It -- also testing shortages are plaguing parts of the country. In Louisiana, hundreds of people wasting hours after virus testing lines there, spanning six blocks, got cut off when that site closed.


RICK BRIGHT, FORMER PANDEMIC PREPAREDNESS CHIEF: There is no good excuse for not having the tests that we need in America to get in front of this virus. Americans are waiting too long. I described it as the "Hunger Games" and I really mean it. It's not where we should be going into year three of this pandemic. (END VIDEO CLIP)

JARRETT: Lack of testing and slow results because of volume are slowing the return to school as well, including in Washington.


MAYOR MURIEL BOWSER (D-DC): Our parents, like us in D.C. government, value bringing our kids back to school in person.

And a safer way to do that, given the winter surge that we are experiencing, is to make sure that every student entering our building has had a antigen rapid test or a PCR test and can upload that result to us within 24 hours of coming back to school on the 5th.

We made the decision to delay by two days the return to school, so that that pickup and testing can occur.


JARRETT: Meantime, the Smithsonian says it's closing four of its smaller museums in Washington and reassigning staff to larger ones.

And the 2022 Westminster Kennel Club Dog Show has also been postponed due to the threat of coronavirus.

Well, we know the new year will bring more COVID-19.


JARRETT: But don't expect to see more federal relief in your bank account. There won't be any more stimulus checks; boosted unemployment benefits and guaranteed paid sick leave programs have expired.

The final round of that expanded child tax credit payment was sent out earlier this month. And the Paycheck Protection Program ran out of cash in May after providing nearly $800 billion in forgivable loans to small businesses.

Now there is some federal aid still available: a pause on student loan payments has been extended until May 1st; anyone with a federal student loan has not had to make payments since March 2020.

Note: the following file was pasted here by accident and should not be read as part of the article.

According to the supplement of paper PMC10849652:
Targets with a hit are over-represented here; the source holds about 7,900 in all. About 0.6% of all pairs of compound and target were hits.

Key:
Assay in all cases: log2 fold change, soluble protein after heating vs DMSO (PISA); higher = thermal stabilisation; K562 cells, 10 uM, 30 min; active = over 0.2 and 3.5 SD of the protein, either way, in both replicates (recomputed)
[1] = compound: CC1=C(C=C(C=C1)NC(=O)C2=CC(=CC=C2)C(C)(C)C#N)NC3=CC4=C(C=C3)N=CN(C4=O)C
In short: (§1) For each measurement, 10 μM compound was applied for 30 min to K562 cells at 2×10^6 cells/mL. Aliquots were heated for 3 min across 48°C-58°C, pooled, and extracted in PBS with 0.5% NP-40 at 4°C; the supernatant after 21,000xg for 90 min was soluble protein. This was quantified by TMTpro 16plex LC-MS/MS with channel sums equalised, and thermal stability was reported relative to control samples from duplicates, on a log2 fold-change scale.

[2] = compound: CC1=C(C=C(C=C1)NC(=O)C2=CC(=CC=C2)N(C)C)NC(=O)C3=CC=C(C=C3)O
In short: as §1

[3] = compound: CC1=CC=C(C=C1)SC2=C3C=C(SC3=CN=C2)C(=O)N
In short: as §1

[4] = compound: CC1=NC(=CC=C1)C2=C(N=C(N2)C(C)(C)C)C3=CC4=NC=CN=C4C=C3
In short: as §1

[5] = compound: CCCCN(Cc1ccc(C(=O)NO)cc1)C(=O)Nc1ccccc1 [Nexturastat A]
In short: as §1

And Congress has authorized $47 billion for emergency home rental assistance over the past year. More than half of those funds remain available.

President Biden will speak with Russian president Vladimir Putin this afternoon. The call, requested by Putin, comes before a series of diplomatic talks in January over Russia's military buildup on the Ukraine border. CNN's Nic Robertson is on the ground for us in Moscow this morning.

Nic, this second call in just a month.

What can we expect from the talk today?

NIC ROBERTSON, CNN INTERNATIONAL DIPLOMATIC EDITOR: Well, the Kremlin hasn't said precisely why Vladimir Putin asked for this phone call.

The White House has said very clearly it doesn't see, at the moment, de-escalation of Russian troop tensions along the border with Ukraine.

And it has said very clearly as well, that if Russia wants to achieve its goals and get some clarity on NATO's engagement with Ukraine, then Russia needs to sort of do -- have these conversations that it wants to have in an atmosphere of reduction of tension.

So the message from the White House seems to be that Russia is doing nothing to make these talks work and doing nothing to achieve its goals.

We do know, however, that President Putin has sent a New Year's message to President Biden, saying that he does think that the two countries can have a mutually respectful conversations and talks.

The narrative from the Russian side is they still expect to be able to get what they want. We have heard Russia now that Wendy Sherman, deputy secretary of state, will be heading the U.S. delegation to the talks in Geneva on January the 10th.

And the deputy foreign minister on the Russian side will be heading their delegation. They are saying that there will be support from the Russian ministry of defense at those negotiations as well.